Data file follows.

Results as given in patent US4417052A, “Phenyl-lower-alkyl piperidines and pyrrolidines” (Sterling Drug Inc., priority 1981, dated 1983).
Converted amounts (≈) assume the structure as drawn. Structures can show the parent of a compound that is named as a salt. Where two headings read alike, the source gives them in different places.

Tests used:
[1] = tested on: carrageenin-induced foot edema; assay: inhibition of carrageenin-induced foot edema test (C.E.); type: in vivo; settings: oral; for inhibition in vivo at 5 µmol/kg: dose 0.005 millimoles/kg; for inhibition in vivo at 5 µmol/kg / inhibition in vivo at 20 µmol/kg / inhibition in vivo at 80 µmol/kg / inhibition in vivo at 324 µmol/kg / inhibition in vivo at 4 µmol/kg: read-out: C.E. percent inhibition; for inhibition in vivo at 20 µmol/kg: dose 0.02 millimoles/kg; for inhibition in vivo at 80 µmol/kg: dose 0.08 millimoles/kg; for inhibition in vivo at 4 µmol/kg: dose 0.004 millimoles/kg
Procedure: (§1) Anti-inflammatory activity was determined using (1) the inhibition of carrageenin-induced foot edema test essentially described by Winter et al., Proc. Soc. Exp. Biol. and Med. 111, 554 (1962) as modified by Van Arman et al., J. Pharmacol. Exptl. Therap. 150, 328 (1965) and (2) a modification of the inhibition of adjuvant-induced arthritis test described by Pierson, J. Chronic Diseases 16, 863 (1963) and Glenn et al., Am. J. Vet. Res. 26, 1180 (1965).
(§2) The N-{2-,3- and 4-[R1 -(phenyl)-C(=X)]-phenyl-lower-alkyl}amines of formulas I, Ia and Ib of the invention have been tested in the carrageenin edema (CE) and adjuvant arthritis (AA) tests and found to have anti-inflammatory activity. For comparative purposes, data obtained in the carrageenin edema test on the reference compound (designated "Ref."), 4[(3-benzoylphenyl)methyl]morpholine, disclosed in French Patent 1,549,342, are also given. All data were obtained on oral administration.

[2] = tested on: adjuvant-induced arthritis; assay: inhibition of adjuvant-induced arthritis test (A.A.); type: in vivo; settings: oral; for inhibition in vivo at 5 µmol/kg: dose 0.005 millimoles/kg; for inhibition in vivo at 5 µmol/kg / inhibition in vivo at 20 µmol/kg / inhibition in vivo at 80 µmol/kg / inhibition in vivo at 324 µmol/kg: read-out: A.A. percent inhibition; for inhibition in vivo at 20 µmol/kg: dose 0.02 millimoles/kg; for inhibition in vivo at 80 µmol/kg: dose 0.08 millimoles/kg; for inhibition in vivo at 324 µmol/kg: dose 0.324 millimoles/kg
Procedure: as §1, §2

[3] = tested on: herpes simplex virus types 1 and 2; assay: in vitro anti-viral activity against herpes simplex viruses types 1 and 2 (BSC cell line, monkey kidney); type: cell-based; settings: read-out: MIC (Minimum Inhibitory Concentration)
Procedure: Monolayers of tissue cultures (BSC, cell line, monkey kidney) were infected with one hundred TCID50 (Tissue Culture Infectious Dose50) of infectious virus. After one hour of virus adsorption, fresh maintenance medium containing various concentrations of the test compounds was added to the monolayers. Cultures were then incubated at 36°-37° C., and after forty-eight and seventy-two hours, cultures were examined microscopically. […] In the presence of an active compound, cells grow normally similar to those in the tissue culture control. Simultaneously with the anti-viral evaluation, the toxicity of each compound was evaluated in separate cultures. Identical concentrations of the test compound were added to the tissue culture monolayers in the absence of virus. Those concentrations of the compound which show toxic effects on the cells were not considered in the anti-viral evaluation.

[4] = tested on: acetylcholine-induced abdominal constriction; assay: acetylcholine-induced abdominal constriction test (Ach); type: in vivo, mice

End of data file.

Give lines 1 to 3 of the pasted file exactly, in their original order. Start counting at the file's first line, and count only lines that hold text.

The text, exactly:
Results as given in patent US4417052A, “Phenyl-lower-alkyl piperidines and pyrrolidines” (Sterling Drug Inc., priority 1981, dated 1983).
Converted amounts (≈) assume the structure as drawn. Structures can show the parent of a compound that is named as a salt. Where two headings read alike, the source gives them in different places.

Tests used: